One doesn’t get that on a city college campus. It makes me terribly sad to think of all the people I know at school who’ve never watched a deep country night.

Cottages IMG_5063-4

[photos from my Vermont home and my College campus]


5 Comments Add yours

  1. Aunt Sylvia says:

    Best wishes Anna for a splendidly FULL and FUN summer at Hope :- ) Really loved the last photo shoots in VT … you as photographer AND you as photographed! Love, Aunt Sylvia


    1. AnnaEstelle says:

      Thanks, Aunt Sylvia! I think these next two months will definitely be both full and fun.


  2. Churl says:

    Sounds kind of fabulous! Don’t know Girard as well as I would like, but as a scholar on the theological reception history of Job (albeit a much earlier history – St. Gregory the Great etc.), I really like his piece on Job. If you haven’t yet, do check out Ralph Wood’s Gospel According to Tolkien. The title is abysmal and makes the book sound far more trite than it is, but (if I recall correctly – it’s been a while) his argument is that LOTR is a direct counter to what Pope Saint John Paul II identified as the modern culture of death. Can’t recall whether he uses Girard, but Wood is friendly and I imagine would be interested in a conversation about it.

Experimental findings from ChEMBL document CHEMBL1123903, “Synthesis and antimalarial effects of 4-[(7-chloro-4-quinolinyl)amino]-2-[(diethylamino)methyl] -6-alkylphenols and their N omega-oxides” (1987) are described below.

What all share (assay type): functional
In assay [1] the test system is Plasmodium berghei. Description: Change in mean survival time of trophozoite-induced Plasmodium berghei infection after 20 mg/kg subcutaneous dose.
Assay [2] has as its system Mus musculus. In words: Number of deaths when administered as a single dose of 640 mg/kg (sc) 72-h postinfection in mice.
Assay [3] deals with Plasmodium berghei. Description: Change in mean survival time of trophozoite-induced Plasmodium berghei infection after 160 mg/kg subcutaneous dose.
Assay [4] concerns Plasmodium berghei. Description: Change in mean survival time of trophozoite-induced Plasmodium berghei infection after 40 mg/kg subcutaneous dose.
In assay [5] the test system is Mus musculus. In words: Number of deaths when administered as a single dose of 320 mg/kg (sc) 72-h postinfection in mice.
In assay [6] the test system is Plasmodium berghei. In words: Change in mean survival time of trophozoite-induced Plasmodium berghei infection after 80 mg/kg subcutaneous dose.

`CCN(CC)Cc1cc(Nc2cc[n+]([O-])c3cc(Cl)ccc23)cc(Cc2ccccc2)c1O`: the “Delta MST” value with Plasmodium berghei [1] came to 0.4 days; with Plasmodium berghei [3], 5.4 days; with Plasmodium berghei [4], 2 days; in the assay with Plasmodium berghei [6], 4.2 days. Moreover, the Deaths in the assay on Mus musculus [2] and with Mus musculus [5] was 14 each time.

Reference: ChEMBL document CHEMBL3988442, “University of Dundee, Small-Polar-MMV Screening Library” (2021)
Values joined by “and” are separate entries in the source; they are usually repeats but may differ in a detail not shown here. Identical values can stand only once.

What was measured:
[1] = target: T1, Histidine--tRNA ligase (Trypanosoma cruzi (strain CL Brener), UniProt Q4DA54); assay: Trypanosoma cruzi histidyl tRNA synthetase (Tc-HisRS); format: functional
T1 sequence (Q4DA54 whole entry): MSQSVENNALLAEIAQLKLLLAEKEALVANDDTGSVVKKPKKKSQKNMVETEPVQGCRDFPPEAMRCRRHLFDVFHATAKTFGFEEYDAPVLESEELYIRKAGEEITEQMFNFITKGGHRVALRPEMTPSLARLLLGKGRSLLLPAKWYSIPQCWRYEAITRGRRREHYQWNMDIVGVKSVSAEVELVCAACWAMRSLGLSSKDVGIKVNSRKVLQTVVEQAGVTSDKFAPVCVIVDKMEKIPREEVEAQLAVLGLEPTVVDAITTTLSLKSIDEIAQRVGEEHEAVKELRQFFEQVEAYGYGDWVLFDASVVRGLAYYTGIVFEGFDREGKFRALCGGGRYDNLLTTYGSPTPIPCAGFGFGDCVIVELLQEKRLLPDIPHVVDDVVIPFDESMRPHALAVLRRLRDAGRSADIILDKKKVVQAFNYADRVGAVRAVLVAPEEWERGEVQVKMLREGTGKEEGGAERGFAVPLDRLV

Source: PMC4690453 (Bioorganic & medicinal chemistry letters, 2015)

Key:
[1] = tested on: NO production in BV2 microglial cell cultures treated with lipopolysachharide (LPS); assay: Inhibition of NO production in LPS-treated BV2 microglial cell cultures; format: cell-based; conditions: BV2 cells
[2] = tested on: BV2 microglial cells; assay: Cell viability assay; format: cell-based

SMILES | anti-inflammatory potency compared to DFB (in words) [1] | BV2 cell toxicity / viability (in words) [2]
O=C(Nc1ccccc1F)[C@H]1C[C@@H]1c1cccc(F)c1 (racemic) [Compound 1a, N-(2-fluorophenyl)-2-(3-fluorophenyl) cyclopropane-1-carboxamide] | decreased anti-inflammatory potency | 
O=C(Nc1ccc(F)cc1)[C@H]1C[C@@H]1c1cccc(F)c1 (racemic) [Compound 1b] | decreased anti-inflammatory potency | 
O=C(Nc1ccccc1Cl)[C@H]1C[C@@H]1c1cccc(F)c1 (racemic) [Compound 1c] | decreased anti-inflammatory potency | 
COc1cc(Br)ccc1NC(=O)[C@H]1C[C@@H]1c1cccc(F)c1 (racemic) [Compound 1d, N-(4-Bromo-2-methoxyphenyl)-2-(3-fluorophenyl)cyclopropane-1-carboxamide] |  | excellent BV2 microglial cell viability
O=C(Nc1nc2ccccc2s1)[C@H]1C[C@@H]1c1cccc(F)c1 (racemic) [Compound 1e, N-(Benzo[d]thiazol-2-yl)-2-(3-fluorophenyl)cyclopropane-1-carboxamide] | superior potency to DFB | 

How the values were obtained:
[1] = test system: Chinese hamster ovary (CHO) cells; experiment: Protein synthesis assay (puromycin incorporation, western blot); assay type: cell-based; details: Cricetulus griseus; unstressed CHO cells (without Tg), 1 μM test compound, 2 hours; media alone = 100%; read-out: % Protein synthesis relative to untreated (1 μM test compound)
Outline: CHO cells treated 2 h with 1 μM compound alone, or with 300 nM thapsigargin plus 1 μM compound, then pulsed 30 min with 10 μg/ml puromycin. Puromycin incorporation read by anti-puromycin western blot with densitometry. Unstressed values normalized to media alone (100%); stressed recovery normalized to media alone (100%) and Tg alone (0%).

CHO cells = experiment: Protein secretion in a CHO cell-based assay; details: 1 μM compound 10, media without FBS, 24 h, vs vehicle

3. Churl says:

    Oh and while you’re doing that, consider if there might be some part of it you can present at the Congress on Medieval Studies in Kalamazoo – there are generally a few sessions on Tolkien. Don’t know the Kazoo Tolkien people myself – the sessions I am facilitating are with the Early Proverb Society – but people at Kazoo are usually lovely.


    1. AnnaEstelle says:

      I’m still rather new to Girard – I’d like to think I have a fair understanding of his basic ideas, but I’ve been realizing, as I read more of his work in preparation for my research, that I really have very little idea about it all. I’m excited and eager to learn, over these next two months of summer, but it’s also a rather daunting prospect. The book sounds intriguing – I’ll be sure to look it up. Thank you for the suggestion!
      I went to the Congress on Medieval Studies in 2014, with my roommate and some other people from college, and had an absolutely phenomenal time. I’m really hoping to be able to go again next year – the Tolkien sessions were amazing, and it was so inspiring to be surrounded by so many people who genuinely cared about topics I too am interested in. It felt a bit like coming home. I don’t know about presenting, though – I definitely don’t feel qualified for that, though maybe by the end of the year I’ll have gathered enough knowledge and understanding to feel a bit more confident.

      Liked by 1 person